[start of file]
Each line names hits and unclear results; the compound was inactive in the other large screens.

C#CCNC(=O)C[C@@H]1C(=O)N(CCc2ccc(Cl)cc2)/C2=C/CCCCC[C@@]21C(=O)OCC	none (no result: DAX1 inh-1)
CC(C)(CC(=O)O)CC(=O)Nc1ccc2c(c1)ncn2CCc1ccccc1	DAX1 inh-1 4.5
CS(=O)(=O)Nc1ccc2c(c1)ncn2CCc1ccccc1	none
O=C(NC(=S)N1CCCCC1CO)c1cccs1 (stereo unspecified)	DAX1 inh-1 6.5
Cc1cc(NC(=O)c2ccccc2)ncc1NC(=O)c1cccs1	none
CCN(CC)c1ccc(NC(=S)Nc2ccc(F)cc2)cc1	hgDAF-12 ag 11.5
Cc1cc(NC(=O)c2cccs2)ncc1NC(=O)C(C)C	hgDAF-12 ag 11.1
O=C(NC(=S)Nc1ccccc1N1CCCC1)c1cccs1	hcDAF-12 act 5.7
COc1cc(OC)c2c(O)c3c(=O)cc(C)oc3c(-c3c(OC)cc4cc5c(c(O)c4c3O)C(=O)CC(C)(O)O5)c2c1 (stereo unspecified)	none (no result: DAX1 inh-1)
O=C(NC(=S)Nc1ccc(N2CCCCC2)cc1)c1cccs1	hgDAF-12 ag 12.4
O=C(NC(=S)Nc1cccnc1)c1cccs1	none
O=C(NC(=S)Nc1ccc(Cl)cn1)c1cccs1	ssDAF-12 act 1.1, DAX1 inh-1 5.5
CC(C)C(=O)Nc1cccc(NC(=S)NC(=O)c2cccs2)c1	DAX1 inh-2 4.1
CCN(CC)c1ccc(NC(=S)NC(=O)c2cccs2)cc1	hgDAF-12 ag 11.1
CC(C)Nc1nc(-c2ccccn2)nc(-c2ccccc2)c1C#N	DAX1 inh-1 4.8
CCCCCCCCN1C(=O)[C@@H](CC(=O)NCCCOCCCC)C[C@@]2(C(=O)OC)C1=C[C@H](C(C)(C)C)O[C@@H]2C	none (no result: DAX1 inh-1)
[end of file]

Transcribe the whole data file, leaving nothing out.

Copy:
Each line names hits and unclear results; the compound was inactive in the other large screens.

C#CCNC(=O)C[C@@H]1C(=O)N(CCc2ccc(Cl)cc2)/C2=C/CCCCC[C@@]21C(=O)OCC	none (no result: DAX1 inh-1)
CC(C)(CC(=O)O)CC(=O)Nc1ccc2c(c1)ncn2CCc1ccccc1	DAX1 inh-1 4.5
CS(=O)(=O)Nc1ccc2c(c1)ncn2CCc1ccccc1	none
O=C(NC(=S)N1CCCCC1CO)c1cccs1 (stereo unspecified)	DAX1 inh-1 6.5
Cc1cc(NC(=O)c2ccccc2)ncc1NC(=O)c1cccs1	none
CCN(CC)c1ccc(NC(=S)Nc2ccc(F)cc2)cc1	hgDAF-12 ag 11.5
Cc1cc(NC(=O)c2cccs2)ncc1NC(=O)C(C)C	hgDAF-12 ag 11.1
O=C(NC(=S)Nc1ccccc1N1CCCC1)c1cccs1	hcDAF-12 act 5.7
COc1cc(OC)c2c(O)c3c(=O)cc(C)oc3c(-c3c(OC)cc4cc5c(c(O)c4c3O)C(=O)CC(C)(O)O5)c2c1 (stereo unspecified)	none (no result: DAX1 inh-1)
O=C(NC(=S)Nc1ccc(N2CCCCC2)cc1)c1cccs1	hgDAF-12 ag 12.4
O=C(NC(=S)Nc1cccnc1)c1cccs1	none
O=C(NC(=S)Nc1ccc(Cl)cn1)c1cccs1	ssDAF-12 act 1.1, DAX1 inh-1 5.5
CC(C)C(=O)Nc1cccc(NC(=S)NC(=O)c2cccs2)c1	DAX1 inh-2 4.1
CCN(CC)c1ccc(NC(=S)NC(=O)c2cccs2)cc1	hgDAF-12 ag 11.1
CC(C)Nc1nc(-c2ccccn2)nc(-c2ccccc2)c1C#N	DAX1 inh-1 4.8
CCCCCCCCN1C(=O)[C@@H](CC(=O)NCCCOCCCC)C[C@@]2(C(=O)OC)C1=C[C@H](C(C)(C)C)O[C@@H]2C	none (no result: DAX1 inh-1)